Flashcards in Photoreception and Chemoreception Deck (25):
What are the Three Types of Photoreceptor Arrangements Found in Animals?
1. Eye-spots/cups (Ocelli)
2. Compound Eyes
3. Single Lens (Camera) Eyes)
What are Eye-spots/cups (Ocelli)?
The simplest eye (e.g. flatworms, insects, mollusks). They do not form an image, consists of less than a 100 photoreceptors lining a cup or pit with a layer of pigmented cells stopping light from penetrating in the other direction. The stimulus/signal goes straight to the CNS.
What are Compound Eyes?
Found in insects, crustaceans, and molluscs, they are composed of visual units (ommatidia) that each sample a small part of the visual field (mosaic). Photopigment = rhodospin, located in the microvilli in the centre. Extremely efficient in detecting movement.
What are Single Lens/Camera Eyes?
The most advanced eyes, found in vertebrates and some molluscs/snails/annelids. Light is transmitted through pupil (regulates light) to retina located at the back of the eye, the light is captured by photoreceptors and have photo-transduction capability (converts into electrical signals). Image formed upside down, corrected in the CNS.
What are the Three Layers of Cells in the Retina?
1. Rods and Cones (deepest against sclera)
2. Bipolar Cells (interneurons between 1 & 3, transparent, responsible for 30% of input to 3)
3. Ganglion Cells (sends axon out of eye into optic nerve, sends final signal to brain, transparent).
What are Amacrine Cells?
Interneurons in the retina, responsible for 70% of input to retinal ganglion cells. Centre for lateral integration and regulation.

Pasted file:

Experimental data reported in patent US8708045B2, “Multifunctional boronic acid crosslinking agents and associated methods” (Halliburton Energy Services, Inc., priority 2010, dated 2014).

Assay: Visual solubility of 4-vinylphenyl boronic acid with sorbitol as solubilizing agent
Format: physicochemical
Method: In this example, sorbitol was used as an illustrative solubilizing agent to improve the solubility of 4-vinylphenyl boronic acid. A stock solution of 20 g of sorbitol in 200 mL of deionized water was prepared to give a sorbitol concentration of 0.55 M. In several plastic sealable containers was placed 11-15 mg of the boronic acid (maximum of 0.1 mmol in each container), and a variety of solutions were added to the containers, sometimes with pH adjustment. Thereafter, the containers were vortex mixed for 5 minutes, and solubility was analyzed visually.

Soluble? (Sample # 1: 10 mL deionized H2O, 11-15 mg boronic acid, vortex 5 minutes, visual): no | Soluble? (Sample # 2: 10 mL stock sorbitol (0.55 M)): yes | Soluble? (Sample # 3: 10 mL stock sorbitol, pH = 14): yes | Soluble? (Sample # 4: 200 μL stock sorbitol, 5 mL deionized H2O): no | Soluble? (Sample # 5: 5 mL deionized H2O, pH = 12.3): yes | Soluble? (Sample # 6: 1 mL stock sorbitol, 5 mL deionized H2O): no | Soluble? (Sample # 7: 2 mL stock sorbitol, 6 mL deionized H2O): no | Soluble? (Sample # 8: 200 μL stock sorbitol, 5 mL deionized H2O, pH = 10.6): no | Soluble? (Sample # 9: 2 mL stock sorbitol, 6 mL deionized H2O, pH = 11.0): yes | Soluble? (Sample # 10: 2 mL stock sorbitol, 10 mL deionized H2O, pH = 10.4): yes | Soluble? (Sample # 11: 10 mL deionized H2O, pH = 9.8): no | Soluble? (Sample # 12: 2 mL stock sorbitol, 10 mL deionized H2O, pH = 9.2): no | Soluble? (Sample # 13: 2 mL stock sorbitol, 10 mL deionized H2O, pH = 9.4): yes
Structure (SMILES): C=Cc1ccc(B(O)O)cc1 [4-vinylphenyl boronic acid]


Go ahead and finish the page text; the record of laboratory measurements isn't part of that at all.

What are Horizontal Cells?
In the retina, forms synapses with the rods and cones, centre for lateral integration and regulation.
What are Rods?
Retina cells that are sensitive to low intensity light (used mostly at night), do not discriminate colours, outer segment contains pigment/photoreceptors; no axons.
Do humans have more rods or cones?
What are Cones?
Retina cells that require more light for stimulation, detect colour, outer segment contains pigment/photoreceptors. No axons.
What is Retinal?
A chromophore vitamin A derivative that absorbs energy from light; same in rods and cones, a visual pigment.
What is Opsin?
G-protein coupled receptors that convert photons of light into an electrical signal.
What is the Opsin in Rods?
What is the Opsin in Cones?
How do Retinal and Opsins work in humans?
The two visual compounds are bonded together, cone pigments are composed of 1 retinal and 3 opsins. Each opsin determines wavelength absorbed (red, blue, green).
Colour vision depends on the __ _ __ of the __ __ __.
Ration of stimulation of the various cone types.
What does hyperpolarization stop and therefore cause (in Rods and Cones)?
Stops glutamate release and is interpreted as a visual image. Glutamate is an inhibitory neurotransmitter.
What does Retina transform into upon absorbing photons?
Cis formation to trans formation, which activates glutamate.
What happens with no light?
Sodium channels open - depolarization - as glutamate is released from the cell.
What happens with light?
Sodium channels close, causing hyperpolarization and stopping glutamate from being released.
What direction does photo input move?
In the opposite direction of the direction of light, which is why bipolar and ganglion cells are transparent.
What is Chemoreception?
Chemicals from environment influence a receptor protein in the membrane of sensory receptors; two types, olfaction and taste. Or an internal sensory receptor responds to some chemical property of bodily fluids. Most diverse sensory system.
What does taste rely on?
Near contact chemoreception.
How many types of taste do humans have?
5; salt, sour, bitter, sweet, umami (meaty)